Existentialism is a philosophical movement that emphasizes individual existence, freedom, and choice. It originated in the late 19th and early 20th centuries in response to the cultural, social, and political changes that were happening at that time. The term “existentialism” was coined by the French philosopher Gabriel Marcel in the 1940s.
At its core, existentialism is concerned with the meaning of life and how individuals can find purpose and fulfillment in a world that often seems meaningless and chaotic. It asserts that human beings are free to make choices and create their own values, but this freedom also comes with responsibility.
One of the most famous examples of existentialism is Jean-Paul Sartre’s play “No Exit.” In this play, three characters are trapped in a room together for eternity.
As they struggle to come to terms with their situation, they realize that the true hell they are experiencing is not physical torture but rather each other’s company. The play highlights the idea that human beings are fundamentally alone in the world and must create their own meaning.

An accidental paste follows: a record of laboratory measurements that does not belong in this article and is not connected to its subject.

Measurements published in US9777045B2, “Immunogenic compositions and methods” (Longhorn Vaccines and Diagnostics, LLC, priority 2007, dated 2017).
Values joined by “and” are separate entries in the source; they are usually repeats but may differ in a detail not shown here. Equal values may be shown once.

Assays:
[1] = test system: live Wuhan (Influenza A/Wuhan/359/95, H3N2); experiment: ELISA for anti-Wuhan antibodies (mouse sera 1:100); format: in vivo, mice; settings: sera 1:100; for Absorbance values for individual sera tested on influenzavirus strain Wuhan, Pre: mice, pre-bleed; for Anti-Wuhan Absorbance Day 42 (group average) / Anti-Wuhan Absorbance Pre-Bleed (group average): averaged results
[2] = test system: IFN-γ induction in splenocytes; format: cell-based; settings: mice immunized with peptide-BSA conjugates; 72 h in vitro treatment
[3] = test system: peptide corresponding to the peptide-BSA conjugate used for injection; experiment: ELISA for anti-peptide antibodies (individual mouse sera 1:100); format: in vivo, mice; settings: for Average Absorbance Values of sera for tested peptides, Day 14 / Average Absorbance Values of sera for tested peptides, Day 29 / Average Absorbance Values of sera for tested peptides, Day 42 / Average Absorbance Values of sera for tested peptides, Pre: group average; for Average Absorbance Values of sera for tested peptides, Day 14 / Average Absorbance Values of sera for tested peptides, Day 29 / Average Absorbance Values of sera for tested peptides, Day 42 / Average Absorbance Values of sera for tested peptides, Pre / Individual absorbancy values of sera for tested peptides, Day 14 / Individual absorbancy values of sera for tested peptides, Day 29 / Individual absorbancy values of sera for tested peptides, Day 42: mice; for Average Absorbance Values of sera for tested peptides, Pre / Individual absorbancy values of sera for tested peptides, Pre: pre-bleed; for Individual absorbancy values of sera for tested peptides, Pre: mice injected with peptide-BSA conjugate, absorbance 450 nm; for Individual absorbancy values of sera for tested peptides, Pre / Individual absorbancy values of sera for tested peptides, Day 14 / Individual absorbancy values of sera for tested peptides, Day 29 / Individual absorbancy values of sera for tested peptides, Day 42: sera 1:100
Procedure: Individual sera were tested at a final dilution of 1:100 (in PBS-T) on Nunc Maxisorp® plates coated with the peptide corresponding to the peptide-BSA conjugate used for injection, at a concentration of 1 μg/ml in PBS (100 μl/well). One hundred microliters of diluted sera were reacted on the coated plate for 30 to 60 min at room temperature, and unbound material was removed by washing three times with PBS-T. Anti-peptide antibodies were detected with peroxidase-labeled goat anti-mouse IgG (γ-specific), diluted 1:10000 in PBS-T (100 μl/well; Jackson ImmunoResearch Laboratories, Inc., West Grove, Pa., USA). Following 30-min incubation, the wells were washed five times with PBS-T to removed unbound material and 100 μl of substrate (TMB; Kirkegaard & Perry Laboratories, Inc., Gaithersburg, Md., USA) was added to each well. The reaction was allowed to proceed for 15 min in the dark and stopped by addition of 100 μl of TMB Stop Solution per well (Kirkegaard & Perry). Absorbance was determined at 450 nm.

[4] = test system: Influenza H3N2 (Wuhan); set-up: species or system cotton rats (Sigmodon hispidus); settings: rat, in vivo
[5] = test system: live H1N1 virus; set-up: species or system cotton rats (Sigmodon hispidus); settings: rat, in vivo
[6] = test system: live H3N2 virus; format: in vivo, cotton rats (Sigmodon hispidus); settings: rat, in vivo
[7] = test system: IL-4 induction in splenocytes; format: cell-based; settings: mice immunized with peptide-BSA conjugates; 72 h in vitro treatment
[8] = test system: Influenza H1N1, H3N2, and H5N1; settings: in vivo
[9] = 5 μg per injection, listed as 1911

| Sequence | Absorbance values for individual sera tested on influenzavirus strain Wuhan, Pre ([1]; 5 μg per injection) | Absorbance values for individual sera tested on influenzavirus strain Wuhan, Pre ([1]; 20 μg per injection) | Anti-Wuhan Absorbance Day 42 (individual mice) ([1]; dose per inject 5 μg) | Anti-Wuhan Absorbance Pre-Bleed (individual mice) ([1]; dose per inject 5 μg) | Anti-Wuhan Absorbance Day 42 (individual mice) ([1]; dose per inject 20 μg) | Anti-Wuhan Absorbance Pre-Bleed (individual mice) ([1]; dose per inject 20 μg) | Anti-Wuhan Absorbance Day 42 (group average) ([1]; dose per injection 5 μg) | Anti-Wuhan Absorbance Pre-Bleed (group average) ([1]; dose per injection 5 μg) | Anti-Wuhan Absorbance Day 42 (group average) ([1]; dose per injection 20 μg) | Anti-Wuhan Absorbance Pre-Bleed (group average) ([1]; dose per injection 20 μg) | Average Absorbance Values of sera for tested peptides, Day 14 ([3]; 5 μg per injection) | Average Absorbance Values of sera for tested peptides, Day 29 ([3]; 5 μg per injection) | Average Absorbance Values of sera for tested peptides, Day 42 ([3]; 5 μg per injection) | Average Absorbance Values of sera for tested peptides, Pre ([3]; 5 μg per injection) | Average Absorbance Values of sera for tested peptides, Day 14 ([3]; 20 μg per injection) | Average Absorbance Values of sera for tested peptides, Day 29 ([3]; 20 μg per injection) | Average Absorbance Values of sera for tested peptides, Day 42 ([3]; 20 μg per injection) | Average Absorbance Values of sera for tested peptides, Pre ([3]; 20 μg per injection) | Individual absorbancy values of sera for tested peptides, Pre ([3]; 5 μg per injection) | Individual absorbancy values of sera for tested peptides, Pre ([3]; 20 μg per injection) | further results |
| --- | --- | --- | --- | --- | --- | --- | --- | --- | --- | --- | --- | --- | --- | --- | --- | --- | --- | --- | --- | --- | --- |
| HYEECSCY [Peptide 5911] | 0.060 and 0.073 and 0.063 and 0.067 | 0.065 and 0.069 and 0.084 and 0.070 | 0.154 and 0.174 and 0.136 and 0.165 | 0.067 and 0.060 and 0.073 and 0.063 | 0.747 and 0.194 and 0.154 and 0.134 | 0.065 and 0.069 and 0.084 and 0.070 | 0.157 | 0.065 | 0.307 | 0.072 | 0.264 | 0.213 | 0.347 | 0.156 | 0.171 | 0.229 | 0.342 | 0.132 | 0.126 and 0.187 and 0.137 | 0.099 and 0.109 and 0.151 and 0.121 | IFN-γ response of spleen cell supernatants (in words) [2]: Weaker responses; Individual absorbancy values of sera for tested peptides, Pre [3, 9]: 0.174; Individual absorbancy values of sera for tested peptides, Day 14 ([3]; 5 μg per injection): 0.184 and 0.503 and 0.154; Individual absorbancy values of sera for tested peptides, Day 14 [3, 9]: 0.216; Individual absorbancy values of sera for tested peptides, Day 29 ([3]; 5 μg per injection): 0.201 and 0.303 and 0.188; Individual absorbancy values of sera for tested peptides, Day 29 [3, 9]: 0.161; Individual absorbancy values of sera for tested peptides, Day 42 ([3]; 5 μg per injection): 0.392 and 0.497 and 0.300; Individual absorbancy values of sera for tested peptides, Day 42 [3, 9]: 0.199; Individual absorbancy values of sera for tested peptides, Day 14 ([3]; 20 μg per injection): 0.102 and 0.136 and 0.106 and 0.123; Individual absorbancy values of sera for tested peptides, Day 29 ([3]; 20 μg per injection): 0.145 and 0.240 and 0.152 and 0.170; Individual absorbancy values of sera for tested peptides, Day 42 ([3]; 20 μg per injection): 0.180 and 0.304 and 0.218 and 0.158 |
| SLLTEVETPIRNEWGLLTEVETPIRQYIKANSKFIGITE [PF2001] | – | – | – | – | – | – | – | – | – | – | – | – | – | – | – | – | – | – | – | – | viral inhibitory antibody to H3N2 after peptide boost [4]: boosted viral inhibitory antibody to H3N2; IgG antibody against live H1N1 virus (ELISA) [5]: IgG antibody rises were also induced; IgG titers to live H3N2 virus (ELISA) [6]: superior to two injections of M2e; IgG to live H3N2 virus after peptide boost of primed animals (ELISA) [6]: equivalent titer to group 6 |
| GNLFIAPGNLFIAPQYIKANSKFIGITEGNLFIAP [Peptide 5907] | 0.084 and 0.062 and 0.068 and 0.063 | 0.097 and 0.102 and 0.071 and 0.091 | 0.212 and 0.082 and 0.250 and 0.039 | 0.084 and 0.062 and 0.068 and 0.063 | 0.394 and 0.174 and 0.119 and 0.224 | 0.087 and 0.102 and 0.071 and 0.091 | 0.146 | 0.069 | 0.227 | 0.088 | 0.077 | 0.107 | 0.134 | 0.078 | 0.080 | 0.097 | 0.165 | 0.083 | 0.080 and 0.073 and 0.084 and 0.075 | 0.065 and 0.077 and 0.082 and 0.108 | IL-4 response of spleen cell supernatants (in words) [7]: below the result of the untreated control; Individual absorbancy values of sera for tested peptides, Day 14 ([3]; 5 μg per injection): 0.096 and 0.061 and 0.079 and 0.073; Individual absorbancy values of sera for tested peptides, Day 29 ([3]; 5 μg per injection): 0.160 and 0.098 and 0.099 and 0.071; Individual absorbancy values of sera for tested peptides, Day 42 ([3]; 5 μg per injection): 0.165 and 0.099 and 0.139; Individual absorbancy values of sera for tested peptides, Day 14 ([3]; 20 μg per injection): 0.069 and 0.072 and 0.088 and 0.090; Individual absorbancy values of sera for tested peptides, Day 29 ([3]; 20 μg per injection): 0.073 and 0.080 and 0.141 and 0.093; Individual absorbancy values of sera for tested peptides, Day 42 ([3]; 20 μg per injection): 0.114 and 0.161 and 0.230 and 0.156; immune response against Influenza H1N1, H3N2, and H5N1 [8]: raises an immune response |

Another example of existentialism can be found in the literature of Franz Kafka. In his novel “The Trial,” Kafka portrays a man who is accused of a crime but never told what it is or given a chance to defend himself.
The man struggles to understand his situation and find meaning in it, but ultimately fails. The novel reflects Kafka’s belief that life is absurd and meaningless.
Existentialism also has implications for ethics and politics. Existentialists argue that there are no objective moral values or universal principles that can guide human behavior.
Instead, individuals must make choices based on their own subjective experiences and values. This means that there can be no one-size-fits-all approach to ethics or politics.
In conclusion, existentialism is a philosophical movement that emphasizes individual existence, freedom, choice, responsibility, and the search for meaning in an often meaningless world. Its influence can be seen in literature, theater, and philosophy, and it continues to be a powerful force in contemporary thought.